I think next time round we could get to much the same position in half the time – it is called experience and we would hope that we would have the cash to do so. But, where possible, I would always advocate bootstrapping a business if you can. I think the family network and the concept of social entrepreneurship and backing people is a good way to go too, though it might impact family and friend relationships if people stake too much on a ‘dead cert’. It is risky starting a business, which is why 50% dream to do it, but less than 10% ever actually do.
I don’t really understand why entrepreneurs celebrate raising VC’s money as a badge of honour – they are celebrating debt. In effect, the entrepreneur has bought a really expensive loan with conditions and have given away control to do so. Unless you know you are going to get a massive valuation and are operating in a specialist area such as AI, VCs are the last option.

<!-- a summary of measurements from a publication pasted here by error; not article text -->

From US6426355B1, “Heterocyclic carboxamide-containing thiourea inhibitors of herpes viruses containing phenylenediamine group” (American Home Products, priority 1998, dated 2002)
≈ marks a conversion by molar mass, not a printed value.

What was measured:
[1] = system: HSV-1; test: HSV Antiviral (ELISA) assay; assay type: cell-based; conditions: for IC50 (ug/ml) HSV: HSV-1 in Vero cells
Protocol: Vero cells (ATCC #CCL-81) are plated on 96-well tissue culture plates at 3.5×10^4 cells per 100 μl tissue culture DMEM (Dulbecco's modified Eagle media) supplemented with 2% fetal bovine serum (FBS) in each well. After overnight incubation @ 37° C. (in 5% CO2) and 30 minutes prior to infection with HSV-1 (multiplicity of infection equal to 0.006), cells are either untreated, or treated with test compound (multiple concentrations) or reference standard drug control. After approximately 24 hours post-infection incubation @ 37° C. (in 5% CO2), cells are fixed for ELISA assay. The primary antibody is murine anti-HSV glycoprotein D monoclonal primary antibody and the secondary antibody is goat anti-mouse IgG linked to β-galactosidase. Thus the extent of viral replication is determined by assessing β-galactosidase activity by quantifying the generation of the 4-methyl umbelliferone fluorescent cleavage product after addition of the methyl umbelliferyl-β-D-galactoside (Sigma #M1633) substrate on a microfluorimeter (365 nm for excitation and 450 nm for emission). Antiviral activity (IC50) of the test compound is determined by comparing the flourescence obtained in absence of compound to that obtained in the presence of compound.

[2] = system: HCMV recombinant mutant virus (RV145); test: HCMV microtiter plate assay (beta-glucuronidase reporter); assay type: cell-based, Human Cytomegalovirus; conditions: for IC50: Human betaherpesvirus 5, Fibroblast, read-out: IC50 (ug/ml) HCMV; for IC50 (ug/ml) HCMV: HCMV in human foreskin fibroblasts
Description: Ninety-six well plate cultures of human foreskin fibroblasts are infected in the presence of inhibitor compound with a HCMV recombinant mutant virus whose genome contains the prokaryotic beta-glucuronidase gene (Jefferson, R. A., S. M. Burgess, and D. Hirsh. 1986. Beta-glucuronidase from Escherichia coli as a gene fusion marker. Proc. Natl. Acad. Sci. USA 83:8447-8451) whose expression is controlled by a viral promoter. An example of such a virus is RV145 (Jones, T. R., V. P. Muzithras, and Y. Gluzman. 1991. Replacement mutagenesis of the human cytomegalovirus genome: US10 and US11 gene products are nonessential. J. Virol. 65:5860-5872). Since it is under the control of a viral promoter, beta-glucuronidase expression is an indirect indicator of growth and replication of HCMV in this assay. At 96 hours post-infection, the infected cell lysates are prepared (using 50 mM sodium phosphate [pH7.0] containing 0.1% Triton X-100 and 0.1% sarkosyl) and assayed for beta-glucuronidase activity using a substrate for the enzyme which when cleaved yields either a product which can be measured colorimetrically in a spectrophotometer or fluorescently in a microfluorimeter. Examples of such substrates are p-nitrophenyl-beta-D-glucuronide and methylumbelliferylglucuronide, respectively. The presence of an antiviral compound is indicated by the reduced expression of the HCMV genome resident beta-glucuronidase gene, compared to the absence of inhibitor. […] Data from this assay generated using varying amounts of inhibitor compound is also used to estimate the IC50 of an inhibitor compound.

Q: Can you tell us who your mentors and heroes are, and what impact they’ve had on you?
A: I like to read a lot; I loved Phil Knight’s autobiography ‘Shoe Dog’. The same for Yvon Chouinard from Patagonia – both Phil and Yvon built amazing businesses, Nike and Patagonia, out of their passions (running and rock-climbing respectively). I loved reading about the honesty and humility of Satya Nadella at Microsoft; his style of leadership – being open, humble and thoughtful – is a far cry from the leadership of his predecessor, Steve Balmer, who was assertive, aggressive and combative, and it is interesting to note that Satya Nadella has now reinvented Microsoft, from infighting lost cause to the coolest brand in tech (again), and one of the most valuable too.